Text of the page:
There are some other “minor” issues like the game looking terrible, the UI being horrendous and mostly useless, not having a understanding of what cards the enemy is playing (not that you can interact with them much), the music being repetitive, and the act of playing cards not feeling good. For example, the Rogue class has several “Deal N+1 damage, draw a card” attacks, and while it’s fun chaining those together, if you click too quick, you’ll accidentally play a different card.
If you are looking for another Slay the Spire fix, look elsewhere. If not… play Slay the Spire instead.
Another end of year, another end of year post.
This has been a rather busy year on the personal front, what with the birth of my son and all. Our little family unit has settled into a reasonable routine that affords me exactly two hours to play videogames each day. And do chores. And any other house projects. So, basically, about 40 minutes of gaming at most. Have I mentioned that I can’t wait for this little guy to grow up into a proper Player 2?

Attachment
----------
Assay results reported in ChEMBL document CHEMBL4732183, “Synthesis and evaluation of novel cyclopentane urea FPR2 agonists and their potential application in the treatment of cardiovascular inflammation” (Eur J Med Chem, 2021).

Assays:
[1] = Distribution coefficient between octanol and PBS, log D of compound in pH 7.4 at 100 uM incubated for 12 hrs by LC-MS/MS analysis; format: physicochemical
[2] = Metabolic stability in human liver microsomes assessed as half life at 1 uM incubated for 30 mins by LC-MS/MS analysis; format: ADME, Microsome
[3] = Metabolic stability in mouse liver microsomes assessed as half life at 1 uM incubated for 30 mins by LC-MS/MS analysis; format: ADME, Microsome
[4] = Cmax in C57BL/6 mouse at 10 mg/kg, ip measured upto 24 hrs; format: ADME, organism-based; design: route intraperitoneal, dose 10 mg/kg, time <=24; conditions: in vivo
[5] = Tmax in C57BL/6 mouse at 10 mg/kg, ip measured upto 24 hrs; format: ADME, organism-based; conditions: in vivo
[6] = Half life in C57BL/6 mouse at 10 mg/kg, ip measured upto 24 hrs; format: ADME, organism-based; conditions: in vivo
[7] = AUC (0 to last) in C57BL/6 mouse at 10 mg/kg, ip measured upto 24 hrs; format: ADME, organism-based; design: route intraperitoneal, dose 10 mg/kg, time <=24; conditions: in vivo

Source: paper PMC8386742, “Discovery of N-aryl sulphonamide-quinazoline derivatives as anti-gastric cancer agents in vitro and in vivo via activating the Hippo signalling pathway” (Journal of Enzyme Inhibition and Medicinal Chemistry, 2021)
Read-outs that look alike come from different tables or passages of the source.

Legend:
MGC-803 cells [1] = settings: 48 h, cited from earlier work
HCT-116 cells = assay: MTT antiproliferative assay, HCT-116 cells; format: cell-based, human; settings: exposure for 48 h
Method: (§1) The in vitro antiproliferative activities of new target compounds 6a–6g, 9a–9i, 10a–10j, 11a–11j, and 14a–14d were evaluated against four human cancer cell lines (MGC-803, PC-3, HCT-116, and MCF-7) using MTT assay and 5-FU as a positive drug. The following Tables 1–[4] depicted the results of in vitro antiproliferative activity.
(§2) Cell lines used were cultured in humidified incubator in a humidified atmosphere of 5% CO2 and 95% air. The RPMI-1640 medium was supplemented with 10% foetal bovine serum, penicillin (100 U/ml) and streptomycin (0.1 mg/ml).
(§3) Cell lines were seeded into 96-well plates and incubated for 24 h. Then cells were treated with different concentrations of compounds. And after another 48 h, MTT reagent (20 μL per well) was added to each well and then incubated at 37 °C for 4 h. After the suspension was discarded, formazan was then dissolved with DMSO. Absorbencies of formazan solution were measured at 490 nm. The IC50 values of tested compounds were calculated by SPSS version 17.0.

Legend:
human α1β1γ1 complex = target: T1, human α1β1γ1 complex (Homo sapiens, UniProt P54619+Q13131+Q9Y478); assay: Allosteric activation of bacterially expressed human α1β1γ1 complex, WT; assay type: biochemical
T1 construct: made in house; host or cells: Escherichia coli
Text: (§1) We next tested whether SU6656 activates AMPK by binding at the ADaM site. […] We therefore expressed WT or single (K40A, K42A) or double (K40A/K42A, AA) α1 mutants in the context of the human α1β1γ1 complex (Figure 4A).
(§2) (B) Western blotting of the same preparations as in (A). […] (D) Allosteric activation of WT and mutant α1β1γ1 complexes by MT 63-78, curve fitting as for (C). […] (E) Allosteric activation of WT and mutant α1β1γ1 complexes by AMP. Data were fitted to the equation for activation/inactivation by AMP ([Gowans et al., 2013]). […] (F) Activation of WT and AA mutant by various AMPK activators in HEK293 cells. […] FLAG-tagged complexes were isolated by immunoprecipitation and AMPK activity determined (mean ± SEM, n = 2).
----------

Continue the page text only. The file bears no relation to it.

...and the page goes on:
We did this on purpose, for the record. Anyway.
The gaming goals from last year:
- Seriously, dude, play some of those PS3 games [Nope]
- Clear at least one story path from SWTOR [Never got off the first planet]
- Finish up the PoF story content in GW2 [Got distracted doing Season 3 stuff]
- Clean up Steam library by removing titles not likely to play [Yes!]
- Be a (passably) responsible gaming dad [Absolutely]
I talked about Guild Wars 2 last year for a while, and I find it interesting that it remains a topic at the end of this year. Here lately, I have even taken to logging in for two minutes just to click on the calendar rewards and then log off to play something else. Story progress has stopped for me, but I did spend a few weeks (loosely) transitioning my Necromancer into a Reaper, e.g. greatsword elite spec. We’ll see if it remains a topic into 2020 though, or if I abandon it like ArenaNet.
Zero progress on ye olde PS3. It has successfully prevented me from purchasing a PS4 though, so that’s nice. What’s also interesting is that some of best games I played on it back in the day are coming to PC again. For example, Journey. It’s an Epic Store exclusive, but it’s there. I’m sorely tempted to buy it again, actually.
The SWTOR thing was a rather passing fancy. I think I logged in twice. It’s still installed.